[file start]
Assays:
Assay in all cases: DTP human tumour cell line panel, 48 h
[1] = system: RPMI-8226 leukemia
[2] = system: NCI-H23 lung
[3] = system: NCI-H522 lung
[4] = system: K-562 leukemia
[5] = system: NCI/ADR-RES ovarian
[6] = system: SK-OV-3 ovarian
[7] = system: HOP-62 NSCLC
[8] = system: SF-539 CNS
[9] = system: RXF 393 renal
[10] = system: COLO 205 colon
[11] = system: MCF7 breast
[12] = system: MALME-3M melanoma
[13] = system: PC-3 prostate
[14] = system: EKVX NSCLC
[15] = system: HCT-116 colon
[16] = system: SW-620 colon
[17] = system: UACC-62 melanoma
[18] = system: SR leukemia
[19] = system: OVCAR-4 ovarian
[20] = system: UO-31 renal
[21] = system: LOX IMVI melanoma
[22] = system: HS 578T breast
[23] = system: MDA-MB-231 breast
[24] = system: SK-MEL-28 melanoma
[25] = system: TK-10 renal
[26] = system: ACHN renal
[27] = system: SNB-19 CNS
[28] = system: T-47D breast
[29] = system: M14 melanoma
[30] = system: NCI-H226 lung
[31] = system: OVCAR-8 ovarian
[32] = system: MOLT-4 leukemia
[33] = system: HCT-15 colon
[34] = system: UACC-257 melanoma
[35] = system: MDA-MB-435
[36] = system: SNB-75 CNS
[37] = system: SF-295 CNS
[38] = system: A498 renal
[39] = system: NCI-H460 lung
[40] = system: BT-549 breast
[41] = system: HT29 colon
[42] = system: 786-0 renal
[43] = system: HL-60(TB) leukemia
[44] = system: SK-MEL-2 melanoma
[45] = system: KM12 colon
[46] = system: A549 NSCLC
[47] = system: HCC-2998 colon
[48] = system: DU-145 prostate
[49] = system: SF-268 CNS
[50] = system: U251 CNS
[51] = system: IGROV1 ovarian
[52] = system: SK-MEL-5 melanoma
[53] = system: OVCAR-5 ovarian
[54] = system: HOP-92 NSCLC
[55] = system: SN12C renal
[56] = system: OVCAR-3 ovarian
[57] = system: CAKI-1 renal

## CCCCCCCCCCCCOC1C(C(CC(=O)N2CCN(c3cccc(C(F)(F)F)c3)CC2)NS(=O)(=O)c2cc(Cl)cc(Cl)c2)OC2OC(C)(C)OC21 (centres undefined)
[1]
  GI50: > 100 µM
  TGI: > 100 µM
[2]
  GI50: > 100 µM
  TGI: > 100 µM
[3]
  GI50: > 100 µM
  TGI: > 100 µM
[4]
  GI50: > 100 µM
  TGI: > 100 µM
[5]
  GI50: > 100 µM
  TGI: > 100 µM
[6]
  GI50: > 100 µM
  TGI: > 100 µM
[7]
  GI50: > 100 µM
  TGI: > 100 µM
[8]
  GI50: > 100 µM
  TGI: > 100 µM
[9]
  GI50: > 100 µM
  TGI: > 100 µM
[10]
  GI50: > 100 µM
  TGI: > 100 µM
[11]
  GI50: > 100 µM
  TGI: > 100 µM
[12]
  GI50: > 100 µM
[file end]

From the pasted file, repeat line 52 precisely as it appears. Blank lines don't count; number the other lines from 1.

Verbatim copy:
[50] = system: U251 CNS